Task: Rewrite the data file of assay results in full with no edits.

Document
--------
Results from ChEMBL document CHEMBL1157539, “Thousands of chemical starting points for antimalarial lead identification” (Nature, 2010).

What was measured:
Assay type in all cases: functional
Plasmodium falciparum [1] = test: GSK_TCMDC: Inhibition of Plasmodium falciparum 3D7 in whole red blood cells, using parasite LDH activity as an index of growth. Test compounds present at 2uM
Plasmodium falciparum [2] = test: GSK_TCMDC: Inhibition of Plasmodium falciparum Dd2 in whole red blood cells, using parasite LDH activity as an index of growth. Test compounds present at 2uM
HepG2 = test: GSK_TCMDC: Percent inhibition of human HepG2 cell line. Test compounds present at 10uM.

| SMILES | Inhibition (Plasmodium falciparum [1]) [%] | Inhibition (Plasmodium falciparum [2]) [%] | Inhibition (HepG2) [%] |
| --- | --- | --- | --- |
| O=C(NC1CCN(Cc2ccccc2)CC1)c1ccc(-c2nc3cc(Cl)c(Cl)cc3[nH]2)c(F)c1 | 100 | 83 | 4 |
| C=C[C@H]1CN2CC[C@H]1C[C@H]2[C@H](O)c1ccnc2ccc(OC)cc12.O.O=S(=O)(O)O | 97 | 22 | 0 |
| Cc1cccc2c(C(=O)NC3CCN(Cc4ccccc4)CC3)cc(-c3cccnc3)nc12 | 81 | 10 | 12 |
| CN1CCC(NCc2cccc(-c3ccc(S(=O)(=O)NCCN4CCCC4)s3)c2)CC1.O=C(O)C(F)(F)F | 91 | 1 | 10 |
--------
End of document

Results from ChEMBL document CHEMBL1157539, “Thousands of chemical starting points for antimalarial lead identification” (Nature, 2010).

What was measured:
Assay type in all cases: functional
Plasmodium falciparum [1] = test: GSK_TCMDC: Inhibition of Plasmodium falciparum 3D7 in whole red blood cells, using parasite LDH activity as an index of growth. Test compounds present at 2uM
Plasmodium falciparum [2] = test: GSK_TCMDC: Inhibition of Plasmodium falciparum Dd2 in whole red blood cells, using parasite LDH activity as an index of growth. Test compounds present at 2uM
HepG2 = test: GSK_TCMDC: Percent inhibition of human HepG2 cell line. Test compounds present at 10uM.

| SMILES | Inhibition (Plasmodium falciparum [1]) [%] | Inhibition (Plasmodium falciparum [2]) [%] | Inhibition (HepG2) [%] |
| --- | --- | --- | --- |
| O=C(NC1CCN(Cc2ccccc2)CC1)c1ccc(-c2nc3cc(Cl)c(Cl)cc3[nH]2)c(F)c1 | 100 | 83 | 4 |
| C=C[C@H]1CN2CC[C@H]1C[C@H]2[C@H](O)c1ccnc2ccc(OC)cc12.O.O=S(=O)(O)O | 97 | 22 | 0 |
| Cc1cccc2c(C(=O)NC3CCN(Cc4ccccc4)CC3)cc(-c3cccnc3)nc12 | 81 | 10 | 12 |
| CN1CCC(NCc2cccc(-c3ccc(S(=O)(=O)NCCN4CCCC4)s3)c2)CC1.O=C(O)C(F)(F)F | 91 | 1 | 10 |